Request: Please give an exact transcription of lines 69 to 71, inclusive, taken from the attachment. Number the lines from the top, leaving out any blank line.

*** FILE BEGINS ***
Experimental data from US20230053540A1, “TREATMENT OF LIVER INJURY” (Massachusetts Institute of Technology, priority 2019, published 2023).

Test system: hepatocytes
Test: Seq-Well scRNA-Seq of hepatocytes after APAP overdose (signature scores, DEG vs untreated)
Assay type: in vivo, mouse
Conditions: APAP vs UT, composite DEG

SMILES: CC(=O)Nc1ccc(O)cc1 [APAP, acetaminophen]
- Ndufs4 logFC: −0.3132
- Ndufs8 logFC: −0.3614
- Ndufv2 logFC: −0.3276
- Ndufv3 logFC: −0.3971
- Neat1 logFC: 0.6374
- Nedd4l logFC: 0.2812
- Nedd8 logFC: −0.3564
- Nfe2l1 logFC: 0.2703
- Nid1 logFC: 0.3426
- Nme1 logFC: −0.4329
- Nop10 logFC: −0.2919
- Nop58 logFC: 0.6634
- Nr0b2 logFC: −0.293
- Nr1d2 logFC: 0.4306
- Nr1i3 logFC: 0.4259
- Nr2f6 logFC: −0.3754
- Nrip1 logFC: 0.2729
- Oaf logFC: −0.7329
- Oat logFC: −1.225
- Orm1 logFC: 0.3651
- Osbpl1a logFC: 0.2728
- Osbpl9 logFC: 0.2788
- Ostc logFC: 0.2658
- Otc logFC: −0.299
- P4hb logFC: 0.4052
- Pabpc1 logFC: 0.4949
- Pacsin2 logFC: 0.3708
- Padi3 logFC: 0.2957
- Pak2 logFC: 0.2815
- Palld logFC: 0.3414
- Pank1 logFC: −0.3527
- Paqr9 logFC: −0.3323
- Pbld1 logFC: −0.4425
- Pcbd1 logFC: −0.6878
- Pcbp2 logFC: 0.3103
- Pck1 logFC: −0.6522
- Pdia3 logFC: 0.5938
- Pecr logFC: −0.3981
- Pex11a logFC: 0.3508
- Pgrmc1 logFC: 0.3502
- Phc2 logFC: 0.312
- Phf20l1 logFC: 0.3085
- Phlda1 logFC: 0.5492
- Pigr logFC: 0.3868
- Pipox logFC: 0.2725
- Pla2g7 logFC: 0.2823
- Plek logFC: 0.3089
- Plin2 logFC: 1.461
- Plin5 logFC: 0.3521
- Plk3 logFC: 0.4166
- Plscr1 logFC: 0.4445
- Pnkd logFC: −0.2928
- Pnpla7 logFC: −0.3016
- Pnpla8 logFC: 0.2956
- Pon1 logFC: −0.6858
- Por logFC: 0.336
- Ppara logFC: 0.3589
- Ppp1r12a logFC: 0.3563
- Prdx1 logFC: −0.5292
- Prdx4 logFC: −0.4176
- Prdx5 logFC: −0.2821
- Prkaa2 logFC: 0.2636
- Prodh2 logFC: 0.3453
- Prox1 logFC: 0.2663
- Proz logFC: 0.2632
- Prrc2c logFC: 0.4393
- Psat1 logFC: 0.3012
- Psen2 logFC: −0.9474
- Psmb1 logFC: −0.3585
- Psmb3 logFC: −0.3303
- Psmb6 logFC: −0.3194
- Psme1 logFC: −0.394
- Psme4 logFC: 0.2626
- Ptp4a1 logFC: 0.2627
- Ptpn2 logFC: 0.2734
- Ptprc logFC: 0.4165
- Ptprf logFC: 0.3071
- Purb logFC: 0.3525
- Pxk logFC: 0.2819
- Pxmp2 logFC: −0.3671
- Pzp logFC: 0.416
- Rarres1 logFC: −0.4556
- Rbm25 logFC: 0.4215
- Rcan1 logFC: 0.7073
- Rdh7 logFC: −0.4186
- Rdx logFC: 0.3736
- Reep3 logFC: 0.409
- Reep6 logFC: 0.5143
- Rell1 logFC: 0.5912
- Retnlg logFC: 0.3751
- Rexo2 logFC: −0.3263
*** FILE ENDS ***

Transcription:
- Prodh2 logFC: 0.3453
- Prox1 logFC: 0.2663
- Proz logFC: 0.2632